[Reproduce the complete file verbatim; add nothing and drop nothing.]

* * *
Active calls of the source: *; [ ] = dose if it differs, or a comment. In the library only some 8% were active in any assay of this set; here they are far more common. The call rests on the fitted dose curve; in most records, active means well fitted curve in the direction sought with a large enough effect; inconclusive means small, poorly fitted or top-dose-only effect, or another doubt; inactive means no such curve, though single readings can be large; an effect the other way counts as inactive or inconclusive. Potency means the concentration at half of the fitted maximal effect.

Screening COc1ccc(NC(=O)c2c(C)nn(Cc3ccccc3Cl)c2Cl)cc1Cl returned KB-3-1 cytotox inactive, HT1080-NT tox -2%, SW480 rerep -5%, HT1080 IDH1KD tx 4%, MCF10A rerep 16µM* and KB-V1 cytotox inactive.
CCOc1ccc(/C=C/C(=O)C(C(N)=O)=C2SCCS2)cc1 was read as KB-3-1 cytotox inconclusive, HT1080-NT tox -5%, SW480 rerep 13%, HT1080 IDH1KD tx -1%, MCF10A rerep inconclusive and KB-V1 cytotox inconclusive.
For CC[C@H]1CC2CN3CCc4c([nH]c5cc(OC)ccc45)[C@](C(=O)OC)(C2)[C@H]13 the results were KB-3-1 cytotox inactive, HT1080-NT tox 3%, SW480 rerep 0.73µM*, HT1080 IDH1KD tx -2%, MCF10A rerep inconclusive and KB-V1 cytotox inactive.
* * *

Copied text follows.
Active calls of the source: *; [ ] = dose if it differs, or a comment. In the library only some 8% were active in any assay of this set; here they are far more common. The call rests on the fitted dose curve; in most records, active means well fitted curve in the direction sought with a large enough effect; inconclusive means small, poorly fitted or top-dose-only effect, or another doubt; inactive means no such curve, though single readings can be large; an effect the other way counts as inactive or inconclusive. Potency means the concentration at half of the fitted maximal effect.

Screening COc1ccc(NC(=O)c2c(C)nn(Cc3ccccc3Cl)c2Cl)cc1Cl returned KB-3-1 cytotox inactive, HT1080-NT tox -2%, SW480 rerep -5%, HT1080 IDH1KD tx 4%, MCF10A rerep 16µM* and KB-V1 cytotox inactive.
CCOc1ccc(/C=C/C(=O)C(C(N)=O)=C2SCCS2)cc1 was read as KB-3-1 cytotox inconclusive, HT1080-NT tox -5%, SW480 rerep 13%, HT1080 IDH1KD tx -1%, MCF10A rerep inconclusive and KB-V1 cytotox inconclusive.
For CC[C@H]1CC2CN3CCc4c([nH]c5cc(OC)ccc45)[C@](C(=O)OC)(C2)[C@H]13 the results were KB-3-1 cytotox inactive, HT1080-NT tox 3%, SW480 rerep 0.73µM*, HT1080 IDH1KD tx -2%, MCF10A rerep inconclusive and KB-V1 cytotox inactive.